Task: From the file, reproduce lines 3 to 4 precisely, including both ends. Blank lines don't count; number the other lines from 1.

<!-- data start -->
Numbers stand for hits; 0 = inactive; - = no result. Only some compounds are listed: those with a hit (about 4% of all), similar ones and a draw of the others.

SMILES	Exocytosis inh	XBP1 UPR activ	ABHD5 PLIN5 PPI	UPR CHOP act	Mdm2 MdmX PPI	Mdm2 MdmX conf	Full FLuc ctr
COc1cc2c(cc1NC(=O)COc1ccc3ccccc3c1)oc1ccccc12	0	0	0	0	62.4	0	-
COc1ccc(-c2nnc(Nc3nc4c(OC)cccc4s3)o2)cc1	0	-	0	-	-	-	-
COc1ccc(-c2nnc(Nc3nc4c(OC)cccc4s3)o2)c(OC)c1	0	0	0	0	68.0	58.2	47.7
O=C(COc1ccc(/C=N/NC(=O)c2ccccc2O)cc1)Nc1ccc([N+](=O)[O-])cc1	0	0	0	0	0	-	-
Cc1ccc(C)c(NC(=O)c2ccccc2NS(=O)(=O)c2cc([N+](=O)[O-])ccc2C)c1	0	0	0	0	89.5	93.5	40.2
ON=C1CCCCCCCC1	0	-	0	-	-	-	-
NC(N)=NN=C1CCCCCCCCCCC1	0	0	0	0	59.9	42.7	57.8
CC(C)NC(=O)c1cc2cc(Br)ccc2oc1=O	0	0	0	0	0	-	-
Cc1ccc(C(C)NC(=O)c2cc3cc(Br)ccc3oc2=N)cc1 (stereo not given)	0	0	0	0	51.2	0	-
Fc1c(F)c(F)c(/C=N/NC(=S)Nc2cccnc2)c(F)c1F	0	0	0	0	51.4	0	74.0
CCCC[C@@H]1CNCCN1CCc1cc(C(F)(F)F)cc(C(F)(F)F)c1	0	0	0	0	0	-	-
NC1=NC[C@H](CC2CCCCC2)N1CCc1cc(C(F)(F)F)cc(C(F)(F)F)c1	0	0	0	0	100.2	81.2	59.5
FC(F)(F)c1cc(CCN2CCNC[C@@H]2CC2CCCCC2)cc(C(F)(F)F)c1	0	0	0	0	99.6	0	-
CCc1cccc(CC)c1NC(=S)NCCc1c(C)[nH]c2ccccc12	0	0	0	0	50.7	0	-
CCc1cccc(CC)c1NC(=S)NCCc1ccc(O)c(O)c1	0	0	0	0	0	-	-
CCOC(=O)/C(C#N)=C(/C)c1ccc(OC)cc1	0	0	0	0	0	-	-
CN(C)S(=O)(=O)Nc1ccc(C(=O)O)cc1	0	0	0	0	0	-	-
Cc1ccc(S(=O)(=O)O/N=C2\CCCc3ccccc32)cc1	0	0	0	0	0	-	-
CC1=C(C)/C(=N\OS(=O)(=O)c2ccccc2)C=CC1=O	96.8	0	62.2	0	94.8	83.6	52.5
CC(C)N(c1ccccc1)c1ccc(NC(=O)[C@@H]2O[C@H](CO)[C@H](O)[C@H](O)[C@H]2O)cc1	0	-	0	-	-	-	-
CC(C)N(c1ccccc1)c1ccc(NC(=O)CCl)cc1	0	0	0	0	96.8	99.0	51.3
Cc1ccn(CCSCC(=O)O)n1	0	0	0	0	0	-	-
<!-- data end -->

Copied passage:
COc1cc2c(cc1NC(=O)COc1ccc3ccccc3c1)oc1ccccc12	0	0	0	0	62.4	0	-
COc1ccc(-c2nnc(Nc3nc4c(OC)cccc4s3)o2)cc1	0	-	0	-	-	-	-